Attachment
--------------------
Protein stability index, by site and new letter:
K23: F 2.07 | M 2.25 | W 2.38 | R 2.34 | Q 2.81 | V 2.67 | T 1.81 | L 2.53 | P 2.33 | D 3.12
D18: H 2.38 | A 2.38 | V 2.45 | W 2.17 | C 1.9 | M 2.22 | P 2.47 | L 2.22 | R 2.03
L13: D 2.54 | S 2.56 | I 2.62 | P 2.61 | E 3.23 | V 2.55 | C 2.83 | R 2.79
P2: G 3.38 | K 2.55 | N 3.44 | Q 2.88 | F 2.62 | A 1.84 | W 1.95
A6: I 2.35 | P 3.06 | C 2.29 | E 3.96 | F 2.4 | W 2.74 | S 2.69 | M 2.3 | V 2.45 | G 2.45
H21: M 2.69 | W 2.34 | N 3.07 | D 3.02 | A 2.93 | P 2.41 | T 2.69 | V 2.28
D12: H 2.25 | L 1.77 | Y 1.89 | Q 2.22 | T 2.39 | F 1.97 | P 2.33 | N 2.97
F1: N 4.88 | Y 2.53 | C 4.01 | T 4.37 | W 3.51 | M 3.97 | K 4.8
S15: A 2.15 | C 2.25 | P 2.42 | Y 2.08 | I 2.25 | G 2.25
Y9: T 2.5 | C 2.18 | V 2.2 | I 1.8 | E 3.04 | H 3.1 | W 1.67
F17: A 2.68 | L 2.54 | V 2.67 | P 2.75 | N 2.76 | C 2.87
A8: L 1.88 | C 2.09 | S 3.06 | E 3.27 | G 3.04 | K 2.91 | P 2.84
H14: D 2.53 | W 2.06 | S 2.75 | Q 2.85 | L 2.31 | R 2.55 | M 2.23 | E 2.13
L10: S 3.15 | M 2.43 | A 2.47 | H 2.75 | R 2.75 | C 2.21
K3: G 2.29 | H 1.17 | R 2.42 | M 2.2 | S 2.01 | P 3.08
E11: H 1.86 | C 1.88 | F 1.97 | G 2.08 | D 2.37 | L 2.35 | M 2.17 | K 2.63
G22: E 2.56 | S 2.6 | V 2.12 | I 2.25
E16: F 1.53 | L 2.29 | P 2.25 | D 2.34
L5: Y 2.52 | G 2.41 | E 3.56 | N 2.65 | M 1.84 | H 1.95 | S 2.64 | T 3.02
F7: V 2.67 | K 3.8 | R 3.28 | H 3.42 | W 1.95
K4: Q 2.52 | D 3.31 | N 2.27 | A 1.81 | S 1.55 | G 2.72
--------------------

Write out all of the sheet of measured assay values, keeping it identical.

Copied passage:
Protein stability index, by site and new letter:
K23: F 2.07 | M 2.25 | W 2.38 | R 2.34 | Q 2.81 | V 2.67 | T 1.81 | L 2.53 | P 2.33 | D 3.12
D18: H 2.38 | A 2.38 | V 2.45 | W 2.17 | C 1.9 | M 2.22 | P 2.47 | L 2.22 | R 2.03
L13: D 2.54 | S 2.56 | I 2.62 | P 2.61 | E 3.23 | V 2.55 | C 2.83 | R 2.79
P2: G 3.38 | K 2.55 | N 3.44 | Q 2.88 | F 2.62 | A 1.84 | W 1.95
A6: I 2.35 | P 3.06 | C 2.29 | E 3.96 | F 2.4 | W 2.74 | S 2.69 | M 2.3 | V 2.45 | G 2.45
H21: M 2.69 | W 2.34 | N 3.07 | D 3.02 | A 2.93 | P 2.41 | T 2.69 | V 2.28
D12: H 2.25 | L 1.77 | Y 1.89 | Q 2.22 | T 2.39 | F 1.97 | P 2.33 | N 2.97
F1: N 4.88 | Y 2.53 | C 4.01 | T 4.37 | W 3.51 | M 3.97 | K 4.8
S15: A 2.15 | C 2.25 | P 2.42 | Y 2.08 | I 2.25 | G 2.25
Y9: T 2.5 | C 2.18 | V 2.2 | I 1.8 | E 3.04 | H 3.1 | W 1.67
F17: A 2.68 | L 2.54 | V 2.67 | P 2.75 | N 2.76 | C 2.87
A8: L 1.88 | C 2.09 | S 3.06 | E 3.27 | G 3.04 | K 2.91 | P 2.84
H14: D 2.53 | W 2.06 | S 2.75 | Q 2.85 | L 2.31 | R 2.55 | M 2.23 | E 2.13
L10: S 3.15 | M 2.43 | A 2.47 | H 2.75 | R 2.75 | C 2.21
K3: G 2.29 | H 1.17 | R 2.42 | M 2.2 | S 2.01 | P 3.08
E11: H 1.86 | C 1.88 | F 1.97 | G 2.08 | D 2.37 | L 2.35 | M 2.17 | K 2.63
G22: E 2.56 | S 2.6 | V 2.12 | I 2.25
E16: F 1.53 | L 2.29 | P 2.25 | D 2.34
L5: Y 2.52 | G 2.41 | E 3.56 | N 2.65 | M 1.84 | H 1.95 | S 2.64 | T 3.02
F7: V 2.67 | K 3.8 | R 3.28 | H 3.42 | W 1.95
K4: Q 2.52 | D 3.31 | N 2.27 | A 1.81 | S 1.55 | G 2.72